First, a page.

Work package 9: Generic Photonic Integration

The aim of Work Package 9 is the development and progress of generic photonic integration in optoelectronics devices and systems. Photonic integration allows multiple optical devices to be fabricated on a single chip, which in turn aids the realisation of monolithic integration technologies in addition to the smaller size, lower cost and higher efficiency and reliability. Overall, photonic integration technologies drive the development of next generation high performance devices for data communications and biomedical applications

Lead: Dr Yun Long (

Contributing Academics: Peter Smowton, Huiyun Liu, Michael Wale, Lalitha Ponnampalam, Pawan Mishra, Fwoziah Albeladi, Sara-Jayne Gillgrass


Photonic Integrated Circuits (PICs) have proven to be the driving technology behind next-generation high performance devices, due to their advantages including miniaturisation, higher speed, large integrating capacity and compatibility with existing processing flows which allows for high yield and volume manufacturing. Our approach to optoelectronic integration is based on a quantum dot active material, which must enable a variety of active functions such amplification and detection, along with passive functions such as waveguides, splitters and combiners. Quantum dot material is suited to producing emission and absorption over a wide wavelength range while operating a relatively low current. Progress is also required on passive functions aimed at solutions to reducing loss. We have been working with selective area intermixing approach by using ion bombardment and strain induced intermixing. Our experiments resulted in an overall blue shift of approximately 155 nm with SiO2 capping and annealing at 725°C compared to the as-grown sample. Additionally, by using Ta2O5 and SiO2 as capping layers in different areas of the chip, we achieved an overall spatial blue shift of about 60 nm on the chip through RTP at 675°C. (Figure 1)

Silicon is one of the most popular materials used for manufacture of Photonic Integrated Circuits (PICs) due to its abundance, thermal and chemical stability, ease of manufacture and the existing manufacturing infrastructure. InP based photonic integrated circuits on the other hand have the benefit of intrinsic active building blocks although other aspects are not as favourable. In WP9 we are exploring the relative advantages and the practicality of manufacturing an integrated subsystem for Optical Coherence Tomography (OCT). We are currently investigating the use of the GaAs-based platform whilst comparing and contrasting with work done on an associated project on silicon/silicon nitride in addition to published work using InP. Within the integration process, a broad range of functionalities can be realised from basic building blocks (BBBs) which control light propagation. A variety of circuits and systems can be realised through connection of these building blocks in a variety of topologies, a process known as generic photonic integration. In chip design, generic integration processes can be enhanced through the development of a Process Design Kit (PDK) with component libraries containing accurate models of building blocks, which will lead to a reduction of the design time and costs necessary to achieve the required performance. In the past year work has progressed towards designing a Silicon-Nitride based tunable laser, which comprises a set of basic building blocks designed using Photon Design software. The building blocks designed for the Silicon platform will also serve as the basis for a Process Design Kit for optoelectronics systems based on a GaAs platform. In addition, the assembly of a software controlled experimental setup has been completed (Figure 2), which uses the technique of Grating Coupling – a technique involving optical fibres positioned directly above the chip – to measure coupling efficiency in passive waveguide devices. This technique has advantages which include compact size, wafer-level testing capability and flexible coupling position which allows more leeway in circuit layout and has a greater tolerance to alignment errors.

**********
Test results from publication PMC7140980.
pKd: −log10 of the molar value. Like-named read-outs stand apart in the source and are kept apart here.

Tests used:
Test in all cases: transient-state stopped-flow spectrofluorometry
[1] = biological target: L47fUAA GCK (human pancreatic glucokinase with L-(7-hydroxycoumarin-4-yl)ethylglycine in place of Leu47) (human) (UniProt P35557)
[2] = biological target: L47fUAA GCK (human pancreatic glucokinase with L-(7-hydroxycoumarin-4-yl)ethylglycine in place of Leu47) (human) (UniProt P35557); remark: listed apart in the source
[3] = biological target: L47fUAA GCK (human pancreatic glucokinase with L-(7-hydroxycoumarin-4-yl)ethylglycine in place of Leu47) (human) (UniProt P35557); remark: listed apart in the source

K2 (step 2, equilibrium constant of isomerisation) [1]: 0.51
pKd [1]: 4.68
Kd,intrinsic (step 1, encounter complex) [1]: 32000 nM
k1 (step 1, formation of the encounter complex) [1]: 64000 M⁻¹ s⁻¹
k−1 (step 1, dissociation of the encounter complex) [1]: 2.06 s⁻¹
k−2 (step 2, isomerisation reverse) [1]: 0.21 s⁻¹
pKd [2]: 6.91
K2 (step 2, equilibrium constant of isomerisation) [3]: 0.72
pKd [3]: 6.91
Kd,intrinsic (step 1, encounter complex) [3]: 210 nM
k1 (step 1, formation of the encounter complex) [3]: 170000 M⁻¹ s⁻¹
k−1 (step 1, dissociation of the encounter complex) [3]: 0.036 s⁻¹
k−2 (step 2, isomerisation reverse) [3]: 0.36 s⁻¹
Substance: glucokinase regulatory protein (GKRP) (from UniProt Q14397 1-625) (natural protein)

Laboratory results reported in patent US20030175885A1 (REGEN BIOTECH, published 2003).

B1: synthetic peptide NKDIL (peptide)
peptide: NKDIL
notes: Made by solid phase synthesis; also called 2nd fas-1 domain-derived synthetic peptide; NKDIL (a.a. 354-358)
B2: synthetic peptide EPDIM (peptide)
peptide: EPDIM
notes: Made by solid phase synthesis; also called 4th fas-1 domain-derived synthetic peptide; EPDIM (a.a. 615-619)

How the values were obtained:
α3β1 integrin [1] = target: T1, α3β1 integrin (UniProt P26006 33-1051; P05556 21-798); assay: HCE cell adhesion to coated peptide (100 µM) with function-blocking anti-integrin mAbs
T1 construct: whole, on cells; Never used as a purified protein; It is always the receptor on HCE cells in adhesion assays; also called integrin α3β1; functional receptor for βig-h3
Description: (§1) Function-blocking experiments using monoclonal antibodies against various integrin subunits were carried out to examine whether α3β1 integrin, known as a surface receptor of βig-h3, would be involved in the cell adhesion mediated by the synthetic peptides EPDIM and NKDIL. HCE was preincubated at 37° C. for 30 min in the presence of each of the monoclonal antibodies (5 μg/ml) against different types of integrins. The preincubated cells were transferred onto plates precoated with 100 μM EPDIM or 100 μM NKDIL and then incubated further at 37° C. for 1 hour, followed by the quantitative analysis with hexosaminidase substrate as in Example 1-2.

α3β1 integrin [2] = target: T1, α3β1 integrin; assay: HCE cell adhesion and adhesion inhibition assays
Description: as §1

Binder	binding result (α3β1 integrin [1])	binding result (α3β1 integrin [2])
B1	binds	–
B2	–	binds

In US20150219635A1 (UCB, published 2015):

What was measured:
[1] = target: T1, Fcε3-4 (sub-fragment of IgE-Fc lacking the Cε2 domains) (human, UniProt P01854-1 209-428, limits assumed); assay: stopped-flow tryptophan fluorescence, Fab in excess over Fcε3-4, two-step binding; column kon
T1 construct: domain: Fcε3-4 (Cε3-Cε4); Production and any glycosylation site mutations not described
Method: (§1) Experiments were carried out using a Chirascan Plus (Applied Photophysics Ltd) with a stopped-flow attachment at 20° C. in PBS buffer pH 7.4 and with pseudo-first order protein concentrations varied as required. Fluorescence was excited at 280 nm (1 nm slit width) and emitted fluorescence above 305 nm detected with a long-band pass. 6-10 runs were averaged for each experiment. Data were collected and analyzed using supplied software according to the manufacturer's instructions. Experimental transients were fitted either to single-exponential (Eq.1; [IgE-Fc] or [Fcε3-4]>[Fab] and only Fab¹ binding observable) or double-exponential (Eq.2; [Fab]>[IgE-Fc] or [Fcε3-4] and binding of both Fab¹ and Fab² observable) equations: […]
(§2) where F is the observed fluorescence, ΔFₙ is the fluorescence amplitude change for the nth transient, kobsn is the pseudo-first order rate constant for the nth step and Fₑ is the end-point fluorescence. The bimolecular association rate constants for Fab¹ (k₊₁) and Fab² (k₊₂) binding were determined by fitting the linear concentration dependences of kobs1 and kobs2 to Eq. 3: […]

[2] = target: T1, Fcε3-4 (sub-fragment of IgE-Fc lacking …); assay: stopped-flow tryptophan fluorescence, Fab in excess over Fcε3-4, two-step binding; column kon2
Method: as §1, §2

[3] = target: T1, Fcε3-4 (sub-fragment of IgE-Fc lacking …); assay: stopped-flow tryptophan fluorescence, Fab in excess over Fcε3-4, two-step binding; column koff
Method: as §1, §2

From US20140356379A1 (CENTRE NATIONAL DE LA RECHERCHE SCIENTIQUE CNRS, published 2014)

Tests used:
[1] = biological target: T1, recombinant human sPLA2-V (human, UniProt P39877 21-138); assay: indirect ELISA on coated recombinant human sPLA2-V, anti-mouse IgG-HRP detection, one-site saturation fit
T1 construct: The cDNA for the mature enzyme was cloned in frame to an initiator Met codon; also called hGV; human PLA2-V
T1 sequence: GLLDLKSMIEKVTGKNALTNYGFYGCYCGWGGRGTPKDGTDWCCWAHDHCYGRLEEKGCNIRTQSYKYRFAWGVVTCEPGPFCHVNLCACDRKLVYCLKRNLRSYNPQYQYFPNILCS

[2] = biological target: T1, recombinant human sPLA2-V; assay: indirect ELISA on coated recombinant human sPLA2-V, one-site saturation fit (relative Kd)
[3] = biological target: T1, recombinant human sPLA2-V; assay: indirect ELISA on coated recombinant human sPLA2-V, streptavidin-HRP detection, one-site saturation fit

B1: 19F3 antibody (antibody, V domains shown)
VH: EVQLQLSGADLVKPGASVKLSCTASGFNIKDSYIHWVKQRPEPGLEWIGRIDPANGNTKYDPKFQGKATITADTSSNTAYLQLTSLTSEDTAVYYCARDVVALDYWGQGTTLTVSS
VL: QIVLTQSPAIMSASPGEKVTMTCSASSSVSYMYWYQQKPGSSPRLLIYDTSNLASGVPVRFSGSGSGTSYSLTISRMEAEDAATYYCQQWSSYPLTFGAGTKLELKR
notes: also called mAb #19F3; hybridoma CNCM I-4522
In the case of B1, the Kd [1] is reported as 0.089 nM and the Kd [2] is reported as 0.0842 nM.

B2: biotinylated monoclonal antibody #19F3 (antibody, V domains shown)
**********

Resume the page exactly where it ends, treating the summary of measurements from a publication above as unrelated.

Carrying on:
Progress and Challenges:

  • Construction of test bed for measuring optical output in passive building blocks and integrated circuits.
  • Re-finalised list of requirements for PDK towards the realisation of an OCT system based on Silicon/Silicon Nitride.
  • Design and simulation of reflectivity spectra for basic building block comprising tunable laser on Silicon Nitride using Photon Design.